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Tackle These 5 Common Interview Questions with Confidence

Despite a struggling economy and high unemployment numbers, job seekers finally have a reason for optimism.

In November 2011, the national unemployment rate was at its lowest (8.6 percent) since March 2009, according to the Bureau of Labor Statistics. The country added 120,000 jobs in November, and has generated 100,000 or more jobs for five straight months — the first time that's happened since April 2006.

This should encourage any job seekers, particularly members of the military who are returning home from Iraq and seeking civilian employment.

Have been on a few interviews lately looking to jumpstart or continue your career? From the time you send in a resume and cover letter to the time a potential employer calls you to come in for an interview can feel like an eternity. And to someone looking for work, it is because it's generally a long process.

Once you snag the interview, cherish the opportunity to make a lasting impression on a potential employer. Treat it like it's the most important part of your day (or week or month, for that matter).

You'll want to be prepared for the big day. With that in mind, we came up with a list of five common interview questions, with recommendations on how you can start to formulate an answer to each question. Happy job hunting:

1. What makes you the perfect fit for the position?

Recommendation: Focus on the future, not on the past. Potential employers are curious about how you are going to help their company; not about reasons your current job isn't the best fit. You will be a more desirable candidate if you give the employer ways you could impact the company. Utilize your skill-set in a forward-thinking manner.

2. Tell me about your biggest strength and/or weakness in the workplace.

Recommendation: Make sure the strength is an applicable strength to the job in which you're interviewing. As for the weakness:

"The key with the weakness is to pick something that is true, but a weakness that can be seen as a strength to the employer simultaneously," said Cheryl Hayek, Associate Provost and Vice President of Faculty and Student Experience at Grantham University.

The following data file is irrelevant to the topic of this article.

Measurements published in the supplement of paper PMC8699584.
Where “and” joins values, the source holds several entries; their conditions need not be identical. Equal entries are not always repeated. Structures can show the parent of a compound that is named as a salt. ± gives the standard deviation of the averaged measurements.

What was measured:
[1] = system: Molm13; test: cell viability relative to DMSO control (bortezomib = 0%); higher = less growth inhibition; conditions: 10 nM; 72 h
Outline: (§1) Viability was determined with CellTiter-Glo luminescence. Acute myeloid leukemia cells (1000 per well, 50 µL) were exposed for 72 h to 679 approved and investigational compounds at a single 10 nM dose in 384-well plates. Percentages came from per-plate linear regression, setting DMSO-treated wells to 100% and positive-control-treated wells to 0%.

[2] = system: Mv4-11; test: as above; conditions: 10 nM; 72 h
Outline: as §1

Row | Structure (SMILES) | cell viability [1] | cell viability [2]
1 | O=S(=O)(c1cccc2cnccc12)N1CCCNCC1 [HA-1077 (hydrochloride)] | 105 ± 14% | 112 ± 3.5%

Ideas for potential weaknesses: You may be a perfectionist and spend too much time on a particular task. Maybe you're too hard on yourself and are working on ways to improve that mind-set.

3. How do you typically handle conflict?

Recommendation: Stress that you clear your mind of emotional response, which allows for the beginning of a logical solution. Then outline ways you directly address the conflict in an open and honest manner. If there's a mistake to own up to, own up to it. It will help for future circumstances.

4. Where do you see yourself in five years?

Recommendation: Research the company so you're prepared for this common question.

"See if there is a senior-level corresponding position," Hayek said. "If there is, mention you would like to strive to learn and see if that would be an option. It shows you are committed to self development and reaching your goals."

5. What questions do you have for me?

Recommendation: It's OK to take a moment to think about an appropriate response to this common question, which typically comes up at the end of the interview. Don't take forever, but if there's a five- to 10-second pause to collect your thoughts, don't worry. Try to relate your response to a fresh topic not previously discussed in the interview. What is the work culture like? What characteristics would an ideal candidate have for this position?

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